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The Sage

dhammapada_teachings3

We should seek the company of the sage who shows us our faults, as if he were showing us a hidden treasure; it is best to cultivate relations with such a man because he cannot be harmful to us. He will bring us only good.

One who exhorts us to good and dissuades us from doing evil is appreciated, esteemed by the just man and hated by the unjust.

Do not seek the company or friendship of men of base character, but let us consort with men of worth and let us seek friendship with the best among men.

He who drinks directly from the source of the Teaching lives happy in serenity of mind. The sage delights always in the Teaching imparted by the noble disciples of the Buddha.

Those who build waterways lead the water where they want; those who make arrows straighten them; carpenters shape their wood; the sage controls himself.

No more than a mighty rock can be shaken by the wind, can the sage be moved by praise or blame.

The sage who has steeped himself in the Teaching, becomes perfectly peaceful like a deep lake, calm and clear.

Wherever he may be, the true sage renounces all pleasures. Neither sorrow nor happiness can move him.

Neither for his own sake, nor for the sake of others does the sage desire children, riches or domains. He does not aim for his own success by unjust ways. Such a man is virtuous, wise and just.

Few men cross to the other shore. Most men remain and do no more than run up and down along this shore.

But those who live according to the Teaching cross beyond the realm of Death, however difficult may be the passage.

The sage will leave behind the dark ways of existence, but he will follow the way of light. He will leave his home for the homeless life and in solitude will seek the joy which is so difficult to find.

Having renounced all desires and attachments of the senses, the sage will cleanse himself of all the taints of the mind.

One whose mind is well established in all the degrees of knowledge, who, detached from all things, delights in his renunciation, and who has mastered his appetites, he is resplendent, and even in this world he attains Nirvana. (Dhammapada)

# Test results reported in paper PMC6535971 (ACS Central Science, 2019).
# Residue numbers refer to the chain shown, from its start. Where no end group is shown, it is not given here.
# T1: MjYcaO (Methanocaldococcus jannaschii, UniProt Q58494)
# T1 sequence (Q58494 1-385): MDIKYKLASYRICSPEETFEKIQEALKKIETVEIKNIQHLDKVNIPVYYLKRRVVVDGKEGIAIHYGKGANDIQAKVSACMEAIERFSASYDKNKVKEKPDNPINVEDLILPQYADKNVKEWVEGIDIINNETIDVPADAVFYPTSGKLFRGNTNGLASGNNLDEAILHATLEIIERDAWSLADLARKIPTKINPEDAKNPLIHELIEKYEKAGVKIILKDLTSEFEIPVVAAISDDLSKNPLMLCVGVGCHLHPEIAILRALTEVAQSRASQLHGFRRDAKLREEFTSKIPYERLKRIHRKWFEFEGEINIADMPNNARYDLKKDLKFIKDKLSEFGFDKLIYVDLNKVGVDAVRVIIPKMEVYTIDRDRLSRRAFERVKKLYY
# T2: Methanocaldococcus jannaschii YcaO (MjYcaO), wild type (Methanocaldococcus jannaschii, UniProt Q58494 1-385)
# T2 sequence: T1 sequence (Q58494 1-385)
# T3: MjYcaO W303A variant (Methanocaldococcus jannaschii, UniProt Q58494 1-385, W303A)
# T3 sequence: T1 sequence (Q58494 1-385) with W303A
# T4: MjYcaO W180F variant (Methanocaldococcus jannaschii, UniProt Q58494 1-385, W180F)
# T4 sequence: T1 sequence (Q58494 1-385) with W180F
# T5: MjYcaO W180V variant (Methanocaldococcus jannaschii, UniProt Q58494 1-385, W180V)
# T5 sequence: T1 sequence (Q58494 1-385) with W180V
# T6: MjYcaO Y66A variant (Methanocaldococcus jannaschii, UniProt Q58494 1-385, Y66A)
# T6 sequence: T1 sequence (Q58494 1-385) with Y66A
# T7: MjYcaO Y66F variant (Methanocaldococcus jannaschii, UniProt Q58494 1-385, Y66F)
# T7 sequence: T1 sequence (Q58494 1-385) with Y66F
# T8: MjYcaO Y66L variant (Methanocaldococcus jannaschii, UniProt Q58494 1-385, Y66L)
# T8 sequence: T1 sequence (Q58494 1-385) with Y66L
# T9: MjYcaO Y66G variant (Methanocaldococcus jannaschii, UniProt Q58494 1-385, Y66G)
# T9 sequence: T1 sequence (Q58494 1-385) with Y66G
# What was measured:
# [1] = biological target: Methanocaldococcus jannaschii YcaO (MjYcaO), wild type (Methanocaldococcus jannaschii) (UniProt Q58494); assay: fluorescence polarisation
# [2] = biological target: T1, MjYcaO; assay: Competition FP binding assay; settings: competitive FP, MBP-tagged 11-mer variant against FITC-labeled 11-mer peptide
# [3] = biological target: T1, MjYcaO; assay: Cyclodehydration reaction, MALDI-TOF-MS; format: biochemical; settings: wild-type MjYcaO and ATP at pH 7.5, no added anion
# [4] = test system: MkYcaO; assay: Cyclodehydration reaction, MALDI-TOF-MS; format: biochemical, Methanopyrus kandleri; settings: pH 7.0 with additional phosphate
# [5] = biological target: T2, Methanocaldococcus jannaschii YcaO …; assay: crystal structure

There is a sentence here which is particularly felicitous. It is the very first sentence we have read, “We should seek the company of the sage who shows our faults, as if he were showing us a hidden treasure.”

In all Scriptures meant to help mankind to progress, it is always said that you must be very grateful to those who show you your faults and so you must seek their company; but the form used here is particularly felicitous: if a fault is shown to you it is as if a treasure were shown to you; that is to say, each time that you discover in yourself a fault, incapacity, lack of understanding, weakness, insincerity, all that prevents you from making a progress, it is as if you discovered a wonderful treasure.

Instead of growing sad and telling yourself, “Oh, there is still another defect”, you should, on the contrary, rejoice as if you had made a wonderful acquisition, because you have just caught hold of one of those things that prevented you from progressing. And once you have caught hold of it, pull it out! For those who practise a yogic discipline consider that the moment you know that a thing should not be, you have the power to remove it, discard it, destroy it.

To discover a fault is an acquisition. It is as though a flood of light had come to replace the little speck of obscurity which has just been driven out.

When you follow a yogic discipline, you must not accept this weakness, this baseness, this lack of will, which means that knowledge is not immediately followed by power. To know that a thing should not be and yet continue to allow it to be is such a sign of weakness that it is not accepted in any serious discipline, it is a lack of will that verges on insincerity. You know that a thing should not be and the moment you know it, you are the one who decides that it shall not be. For knowledge and power are essentially the same thing—that is to say, you must not admit in any part of your being this shadow of bad will which is in contradiction to the central will for progress and which makes you impotent, without courage, without strength in the face of an evil that you must destroy.

To sin through ignorance is not a sin; that is part of the general evil in the world as it is, but to sin when you know, that is serious. It means that there is hidden somewhere, like a worm in the fruit, an element of bad will that must be hunted out and destroyed, at any cost, because any weakness on such a point is the source of difficulties that sometimes, later on, become irreparable.

So then the first thing is to be perfectly happy when someone or some circumstance puts you in the conscious presence of a fault in yourself which you did not know. Instead of lamenting, you must rejoice and in this joy must find the strength to get rid of the thing which should not be.

The Mother